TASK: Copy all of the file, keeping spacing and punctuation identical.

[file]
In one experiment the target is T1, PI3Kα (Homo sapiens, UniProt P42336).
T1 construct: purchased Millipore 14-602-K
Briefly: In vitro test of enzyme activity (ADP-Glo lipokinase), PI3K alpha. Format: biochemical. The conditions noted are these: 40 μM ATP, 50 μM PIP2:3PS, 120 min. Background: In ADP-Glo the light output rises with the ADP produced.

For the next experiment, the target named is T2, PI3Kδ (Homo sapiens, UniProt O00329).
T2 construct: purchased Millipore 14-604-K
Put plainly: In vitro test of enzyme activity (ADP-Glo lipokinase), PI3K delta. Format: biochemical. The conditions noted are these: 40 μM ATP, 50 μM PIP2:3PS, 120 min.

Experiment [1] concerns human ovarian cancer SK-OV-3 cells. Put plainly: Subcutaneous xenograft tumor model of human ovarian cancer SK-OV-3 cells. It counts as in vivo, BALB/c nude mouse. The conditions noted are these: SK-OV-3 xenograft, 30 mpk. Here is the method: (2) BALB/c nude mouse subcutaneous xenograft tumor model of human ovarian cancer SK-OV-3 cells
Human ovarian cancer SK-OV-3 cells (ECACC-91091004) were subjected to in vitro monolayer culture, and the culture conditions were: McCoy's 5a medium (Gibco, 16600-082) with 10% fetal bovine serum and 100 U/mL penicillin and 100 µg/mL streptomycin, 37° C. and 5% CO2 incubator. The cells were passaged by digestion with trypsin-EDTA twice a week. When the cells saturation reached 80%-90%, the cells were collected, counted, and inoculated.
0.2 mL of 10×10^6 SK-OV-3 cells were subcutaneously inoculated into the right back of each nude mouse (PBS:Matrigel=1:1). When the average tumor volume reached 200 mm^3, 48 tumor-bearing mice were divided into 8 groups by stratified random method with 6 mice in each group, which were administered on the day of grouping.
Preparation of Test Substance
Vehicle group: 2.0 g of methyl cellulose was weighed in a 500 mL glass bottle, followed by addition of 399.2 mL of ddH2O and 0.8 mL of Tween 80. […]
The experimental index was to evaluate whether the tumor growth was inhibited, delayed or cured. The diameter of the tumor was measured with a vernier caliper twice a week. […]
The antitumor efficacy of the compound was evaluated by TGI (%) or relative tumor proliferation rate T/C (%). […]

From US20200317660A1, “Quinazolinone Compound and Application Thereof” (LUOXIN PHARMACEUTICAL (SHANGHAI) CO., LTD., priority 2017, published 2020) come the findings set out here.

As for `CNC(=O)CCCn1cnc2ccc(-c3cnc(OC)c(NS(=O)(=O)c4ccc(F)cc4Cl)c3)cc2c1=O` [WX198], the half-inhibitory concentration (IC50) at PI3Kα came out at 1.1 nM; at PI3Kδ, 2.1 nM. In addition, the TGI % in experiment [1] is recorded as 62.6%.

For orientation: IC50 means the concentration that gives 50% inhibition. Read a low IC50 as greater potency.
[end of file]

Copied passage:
In one experiment the target is T1, PI3Kα (Homo sapiens, UniProt P42336).
T1 construct: purchased Millipore 14-602-K
Briefly: In vitro test of enzyme activity (ADP-Glo lipokinase), PI3K alpha. Format: biochemical. The conditions noted are these: 40 μM ATP, 50 μM PIP2:3PS, 120 min. Background: In ADP-Glo the light output rises with the ADP produced.

For the next experiment, the target named is T2, PI3Kδ (Homo sapiens, UniProt O00329).
T2 construct: purchased Millipore 14-604-K
Put plainly: In vitro test of enzyme activity (ADP-Glo lipokinase), PI3K delta. Format: biochemical. The conditions noted are these: 40 μM ATP, 50 μM PIP2:3PS, 120 min.

Experiment [1] concerns human ovarian cancer SK-OV-3 cells. Put plainly: Subcutaneous xenograft tumor model of human ovarian cancer SK-OV-3 cells. It counts as in vivo, BALB/c nude mouse. The conditions noted are these: SK-OV-3 xenograft, 30 mpk. Here is the method: (2) BALB/c nude mouse subcutaneous xenograft tumor model of human ovarian cancer SK-OV-3 cells
Human ovarian cancer SK-OV-3 cells (ECACC-91091004) were subjected to in vitro monolayer culture, and the culture conditions were: McCoy's 5a medium (Gibco, 16600-082) with 10% fetal bovine serum and 100 U/mL penicillin and 100 µg/mL streptomycin, 37° C. and 5% CO2 incubator. The cells were passaged by digestion with trypsin-EDTA twice a week. When the cells saturation reached 80%-90%, the cells were collected, counted, and inoculated.
0.2 mL of 10×10^6 SK-OV-3 cells were subcutaneously inoculated into the right back of each nude mouse (PBS:Matrigel=1:1). When the average tumor volume reached 200 mm^3, 48 tumor-bearing mice were divided into 8 groups by stratified random method with 6 mice in each group, which were administered on the day of grouping.
Preparation of Test Substance
Vehicle group: 2.0 g of methyl cellulose was weighed in a 500 mL glass bottle, followed by addition of 399.2 mL of ddH2O and 0.8 mL of Tween 80. […]
The experimental index was to evaluate whether the tumor growth was inhibited, delayed or cured. The diameter of the tumor was measured with a vernier caliper twice a week. […]
The antitumor efficacy of the compound was evaluated by TGI (%) or relative tumor proliferation rate T/C (%). […]

From US20200317660A1, “Quinazolinone Compound and Application Thereof” (LUOXIN PHARMACEUTICAL (SHANGHAI) CO., LTD., priority 2017, published 2020) come the findings set out here.

As for `CNC(=O)CCCn1cnc2ccc(-c3cnc(OC)c(NS(=O)(=O)c4ccc(F)cc4Cl)c3)cc2c1=O` [WX198], the half-inhibitory concentration (IC50) at PI3Kα came out at 1.1 nM; at PI3Kδ, 2.1 nM. In addition, the TGI % in experiment [1] is recorded as 62.6%.

For orientation: IC50 means the concentration that gives 50% inhibition. Read a low IC50 as greater potency.